Foreign farmland investors in Brazil linked to 423,000 hectares of deforestation

Deforestation at foreign-held farms in Matopiba, 2000-2017 (Source: Chain Reaction Research, PRODES data and satellite observations)
Chain Reaction Research | December 2018

Foreign farmland investors in Brazil linked to 423,000 hectares of deforestation

Brazil is one of the top target countries for farmland investment deals, because of the potential for high yields and productivity. The country has been an attractive destination for investors who buy farmland to diversify their portfolios and seek stable returns. Following the financial crisis of 2007 and 2008, institutional investors, including pension funds, university endowments and private equity, invested heavily in newly formed rural real estate corporations. This paper analyses deforestation rates at Brazilian farms with foreign investment. It describes the linkages between foreign investments in Brazilian farmland and the deforestation of this farmland since 2000, with a focus on Matopiba, the region consisting of the states of Maranhão, Tocantins, Piauí and Bahia.
Key Findings
Ten foreign investors hold over 1.5 million hectares (ha) of Brazilian farmland.
Brazil is one of the top four target countries for transnational land deals, despite tightened restrictions on international land acquisitions. Investment entities provide limited transparency on farmland holdings.
The Cerrado, a large tropical savanna biome that covers more than 20 percent of Brazil and has seen high rates of deforestation, is at the heart of farmland investment growth. Eight companies backed by foreign investors control at least 868,488 ha of farmland in Matopiba, representing 18 percent of total agricultural land. Foreign investors include Harvard University, Cresud and Nuveen.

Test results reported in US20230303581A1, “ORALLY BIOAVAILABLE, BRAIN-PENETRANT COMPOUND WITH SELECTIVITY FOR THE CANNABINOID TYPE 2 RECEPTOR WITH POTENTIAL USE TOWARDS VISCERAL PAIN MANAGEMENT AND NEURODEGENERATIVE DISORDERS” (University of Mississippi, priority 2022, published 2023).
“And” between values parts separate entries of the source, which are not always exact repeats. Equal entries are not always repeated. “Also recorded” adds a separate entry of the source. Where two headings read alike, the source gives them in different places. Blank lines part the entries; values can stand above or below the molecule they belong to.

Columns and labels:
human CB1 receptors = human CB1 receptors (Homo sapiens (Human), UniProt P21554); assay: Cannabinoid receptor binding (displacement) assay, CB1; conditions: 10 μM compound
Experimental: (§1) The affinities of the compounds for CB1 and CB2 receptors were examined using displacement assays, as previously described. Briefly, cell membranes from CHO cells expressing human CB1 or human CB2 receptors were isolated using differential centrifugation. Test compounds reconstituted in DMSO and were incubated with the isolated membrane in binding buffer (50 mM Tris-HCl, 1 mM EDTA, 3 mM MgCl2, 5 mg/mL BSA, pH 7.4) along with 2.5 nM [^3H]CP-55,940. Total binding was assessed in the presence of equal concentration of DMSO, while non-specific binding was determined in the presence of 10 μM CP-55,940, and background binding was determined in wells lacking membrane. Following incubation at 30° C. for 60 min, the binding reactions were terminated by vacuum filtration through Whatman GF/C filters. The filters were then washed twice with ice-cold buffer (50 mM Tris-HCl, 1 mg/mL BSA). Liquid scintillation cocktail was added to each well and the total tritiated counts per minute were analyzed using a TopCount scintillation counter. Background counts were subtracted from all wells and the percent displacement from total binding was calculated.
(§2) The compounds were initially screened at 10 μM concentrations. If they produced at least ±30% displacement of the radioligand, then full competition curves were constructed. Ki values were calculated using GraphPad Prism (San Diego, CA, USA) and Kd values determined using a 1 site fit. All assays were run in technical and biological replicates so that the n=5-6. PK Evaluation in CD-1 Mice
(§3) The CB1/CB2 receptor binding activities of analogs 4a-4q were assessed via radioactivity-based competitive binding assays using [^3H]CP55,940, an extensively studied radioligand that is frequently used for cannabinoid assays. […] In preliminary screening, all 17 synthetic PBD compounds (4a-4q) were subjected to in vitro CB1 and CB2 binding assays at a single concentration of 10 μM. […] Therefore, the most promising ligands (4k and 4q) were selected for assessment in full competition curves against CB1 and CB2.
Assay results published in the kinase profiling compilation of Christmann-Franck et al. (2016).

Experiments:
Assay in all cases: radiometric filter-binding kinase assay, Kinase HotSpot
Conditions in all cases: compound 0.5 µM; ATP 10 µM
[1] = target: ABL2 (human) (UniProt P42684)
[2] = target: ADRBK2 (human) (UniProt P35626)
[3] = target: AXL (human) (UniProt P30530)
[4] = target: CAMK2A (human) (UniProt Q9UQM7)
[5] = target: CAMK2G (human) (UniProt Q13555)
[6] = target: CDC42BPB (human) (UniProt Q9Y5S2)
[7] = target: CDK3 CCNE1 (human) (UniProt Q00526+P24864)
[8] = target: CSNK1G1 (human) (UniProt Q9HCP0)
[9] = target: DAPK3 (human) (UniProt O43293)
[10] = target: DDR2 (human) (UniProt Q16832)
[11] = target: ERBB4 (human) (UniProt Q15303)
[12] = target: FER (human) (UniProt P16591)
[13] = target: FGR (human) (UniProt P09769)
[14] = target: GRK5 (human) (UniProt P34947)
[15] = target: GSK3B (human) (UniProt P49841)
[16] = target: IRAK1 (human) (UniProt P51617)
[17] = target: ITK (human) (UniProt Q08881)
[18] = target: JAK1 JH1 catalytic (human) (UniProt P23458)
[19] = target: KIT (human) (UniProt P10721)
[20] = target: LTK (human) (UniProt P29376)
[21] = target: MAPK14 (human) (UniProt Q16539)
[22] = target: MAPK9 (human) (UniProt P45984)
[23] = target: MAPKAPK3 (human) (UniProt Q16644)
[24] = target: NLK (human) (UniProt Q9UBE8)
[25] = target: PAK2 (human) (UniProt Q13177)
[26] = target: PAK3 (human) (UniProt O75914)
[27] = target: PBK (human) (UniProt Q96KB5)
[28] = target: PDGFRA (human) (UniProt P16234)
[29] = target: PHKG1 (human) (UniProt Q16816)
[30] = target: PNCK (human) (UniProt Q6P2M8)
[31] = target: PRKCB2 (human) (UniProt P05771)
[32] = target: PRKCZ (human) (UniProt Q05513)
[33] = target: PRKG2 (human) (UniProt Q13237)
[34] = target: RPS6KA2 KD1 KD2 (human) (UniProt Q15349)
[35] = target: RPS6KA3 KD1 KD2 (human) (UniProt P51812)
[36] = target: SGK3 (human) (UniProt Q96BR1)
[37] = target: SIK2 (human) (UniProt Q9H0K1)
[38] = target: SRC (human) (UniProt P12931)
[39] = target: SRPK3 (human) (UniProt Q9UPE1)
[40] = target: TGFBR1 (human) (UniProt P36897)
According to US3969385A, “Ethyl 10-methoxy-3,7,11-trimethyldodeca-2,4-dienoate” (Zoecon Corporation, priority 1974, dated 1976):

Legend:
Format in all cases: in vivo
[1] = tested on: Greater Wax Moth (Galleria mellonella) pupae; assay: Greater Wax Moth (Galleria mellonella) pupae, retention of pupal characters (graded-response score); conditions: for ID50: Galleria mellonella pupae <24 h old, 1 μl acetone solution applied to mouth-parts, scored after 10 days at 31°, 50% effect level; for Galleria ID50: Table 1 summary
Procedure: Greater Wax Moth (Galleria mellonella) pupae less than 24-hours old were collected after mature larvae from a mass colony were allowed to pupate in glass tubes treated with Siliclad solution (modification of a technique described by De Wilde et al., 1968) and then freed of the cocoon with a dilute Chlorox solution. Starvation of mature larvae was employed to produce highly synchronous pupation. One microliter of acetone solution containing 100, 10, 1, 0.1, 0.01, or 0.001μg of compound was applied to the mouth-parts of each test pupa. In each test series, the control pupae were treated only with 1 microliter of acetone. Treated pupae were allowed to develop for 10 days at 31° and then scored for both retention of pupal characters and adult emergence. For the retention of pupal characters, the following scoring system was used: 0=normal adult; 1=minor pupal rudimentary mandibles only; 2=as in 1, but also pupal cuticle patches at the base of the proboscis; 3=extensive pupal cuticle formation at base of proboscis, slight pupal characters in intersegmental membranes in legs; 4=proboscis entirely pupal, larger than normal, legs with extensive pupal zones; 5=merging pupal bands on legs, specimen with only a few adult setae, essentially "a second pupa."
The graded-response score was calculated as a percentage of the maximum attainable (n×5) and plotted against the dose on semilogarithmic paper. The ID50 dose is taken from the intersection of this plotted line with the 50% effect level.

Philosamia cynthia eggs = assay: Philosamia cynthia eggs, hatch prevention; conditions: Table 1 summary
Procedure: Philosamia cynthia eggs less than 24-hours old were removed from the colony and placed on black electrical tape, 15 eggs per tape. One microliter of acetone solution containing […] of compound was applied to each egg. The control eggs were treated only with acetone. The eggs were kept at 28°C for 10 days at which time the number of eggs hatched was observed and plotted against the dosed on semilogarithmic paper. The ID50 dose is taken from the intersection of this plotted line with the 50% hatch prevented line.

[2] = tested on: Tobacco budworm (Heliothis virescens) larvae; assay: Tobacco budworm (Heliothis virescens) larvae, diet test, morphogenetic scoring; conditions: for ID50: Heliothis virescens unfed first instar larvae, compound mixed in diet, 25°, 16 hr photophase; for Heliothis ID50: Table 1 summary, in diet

Foreign-held farms in Matopiba have seen at least 423,242 ha of deforestation since 2000. This represents 22 percent of total deforestation in Matopiba between 2000-2017. Farms held by BrasilAgro and Nuveen have seen the highest rates. However, deforestation rates have decreased significantly in the past six years. An estimated 171,867 ha of native vegetation remains on the 48 identified farms.
Nuveen, the global asset management subsidiary of the TIAA, is the only foreign farmland investor with a zero-deforestation policy. Adopted in 2018, this policy includes a commitment not to purchase land in Brazil that has been cleared from native vegetation. For the Cerrado the cut-off date is set at May 2009, unless in accordance with the Roundtable for Responsible Soy (RTRS). The policy’s language
suggests that its scope does not extend to farms already held in its portfolio.
In addition to driving deforestation, farmland investments have often been associated with land grabbing. Harvard’s Endowment Funds and Nuveen invest in farms that have been subject to legal proceedings concerning the legality of land titles. Those same farms have seen high rates of deforestation.
• Deforestation and land grabbing are examples of ESG risks that could indirectly affect investors in farmland investment funds. Investors in farmland funds or listed land owners could face exposure to reputational risks. Furthermore, farmland assets in Matopiba may be at risk of becoming stranded.

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